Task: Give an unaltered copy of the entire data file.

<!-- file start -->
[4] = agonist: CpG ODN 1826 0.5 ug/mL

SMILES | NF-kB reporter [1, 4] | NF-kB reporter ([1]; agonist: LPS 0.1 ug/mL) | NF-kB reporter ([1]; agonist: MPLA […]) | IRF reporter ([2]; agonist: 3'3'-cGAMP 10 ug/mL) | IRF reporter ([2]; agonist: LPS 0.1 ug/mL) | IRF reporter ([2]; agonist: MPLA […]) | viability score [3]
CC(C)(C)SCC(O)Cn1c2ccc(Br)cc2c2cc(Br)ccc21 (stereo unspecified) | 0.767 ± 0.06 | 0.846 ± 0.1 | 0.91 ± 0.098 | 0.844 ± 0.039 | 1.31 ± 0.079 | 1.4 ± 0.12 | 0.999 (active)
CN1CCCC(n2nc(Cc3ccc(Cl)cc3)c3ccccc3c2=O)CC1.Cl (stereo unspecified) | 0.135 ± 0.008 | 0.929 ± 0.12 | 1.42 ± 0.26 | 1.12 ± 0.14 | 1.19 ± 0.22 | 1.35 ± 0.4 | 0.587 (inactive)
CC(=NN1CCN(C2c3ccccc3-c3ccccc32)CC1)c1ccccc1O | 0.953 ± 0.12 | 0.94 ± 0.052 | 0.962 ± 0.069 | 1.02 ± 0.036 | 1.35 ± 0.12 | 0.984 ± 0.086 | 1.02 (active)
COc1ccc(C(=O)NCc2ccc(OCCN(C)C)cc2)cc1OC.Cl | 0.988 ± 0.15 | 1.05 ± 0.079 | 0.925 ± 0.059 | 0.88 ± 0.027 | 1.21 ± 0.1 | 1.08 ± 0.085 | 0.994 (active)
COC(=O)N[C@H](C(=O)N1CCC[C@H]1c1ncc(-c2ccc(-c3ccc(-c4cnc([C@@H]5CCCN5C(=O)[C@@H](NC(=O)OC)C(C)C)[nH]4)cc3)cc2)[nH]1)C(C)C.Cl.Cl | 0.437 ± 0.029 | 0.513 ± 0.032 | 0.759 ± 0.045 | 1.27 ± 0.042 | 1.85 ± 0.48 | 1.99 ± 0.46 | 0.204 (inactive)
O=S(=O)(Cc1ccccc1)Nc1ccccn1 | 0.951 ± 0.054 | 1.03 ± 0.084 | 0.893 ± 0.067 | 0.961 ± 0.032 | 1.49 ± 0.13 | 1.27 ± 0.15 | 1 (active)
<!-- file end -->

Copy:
[4] = agonist: CpG ODN 1826 0.5 ug/mL

SMILES | NF-kB reporter [1, 4] | NF-kB reporter ([1]; agonist: LPS 0.1 ug/mL) | NF-kB reporter ([1]; agonist: MPLA […]) | IRF reporter ([2]; agonist: 3'3'-cGAMP 10 ug/mL) | IRF reporter ([2]; agonist: LPS 0.1 ug/mL) | IRF reporter ([2]; agonist: MPLA […]) | viability score [3]
CC(C)(C)SCC(O)Cn1c2ccc(Br)cc2c2cc(Br)ccc21 (stereo unspecified) | 0.767 ± 0.06 | 0.846 ± 0.1 | 0.91 ± 0.098 | 0.844 ± 0.039 | 1.31 ± 0.079 | 1.4 ± 0.12 | 0.999 (active)
CN1CCCC(n2nc(Cc3ccc(Cl)cc3)c3ccccc3c2=O)CC1.Cl (stereo unspecified) | 0.135 ± 0.008 | 0.929 ± 0.12 | 1.42 ± 0.26 | 1.12 ± 0.14 | 1.19 ± 0.22 | 1.35 ± 0.4 | 0.587 (inactive)
CC(=NN1CCN(C2c3ccccc3-c3ccccc32)CC1)c1ccccc1O | 0.953 ± 0.12 | 0.94 ± 0.052 | 0.962 ± 0.069 | 1.02 ± 0.036 | 1.35 ± 0.12 | 0.984 ± 0.086 | 1.02 (active)
COc1ccc(C(=O)NCc2ccc(OCCN(C)C)cc2)cc1OC.Cl | 0.988 ± 0.15 | 1.05 ± 0.079 | 0.925 ± 0.059 | 0.88 ± 0.027 | 1.21 ± 0.1 | 1.08 ± 0.085 | 0.994 (active)
COC(=O)N[C@H](C(=O)N1CCC[C@H]1c1ncc(-c2ccc(-c3ccc(-c4cnc([C@@H]5CCCN5C(=O)[C@@H](NC(=O)OC)C(C)C)[nH]4)cc3)cc2)[nH]1)C(C)C.Cl.Cl | 0.437 ± 0.029 | 0.513 ± 0.032 | 0.759 ± 0.045 | 1.27 ± 0.042 | 1.85 ± 0.48 | 1.99 ± 0.46 | 0.204 (inactive)
O=S(=O)(Cc1ccccc1)Nc1ccccn1 | 0.951 ± 0.054 | 1.03 ± 0.084 | 0.893 ± 0.067 | 0.961 ± 0.032 | 1.49 ± 0.13 | 1.27 ± 0.15 | 1 (active)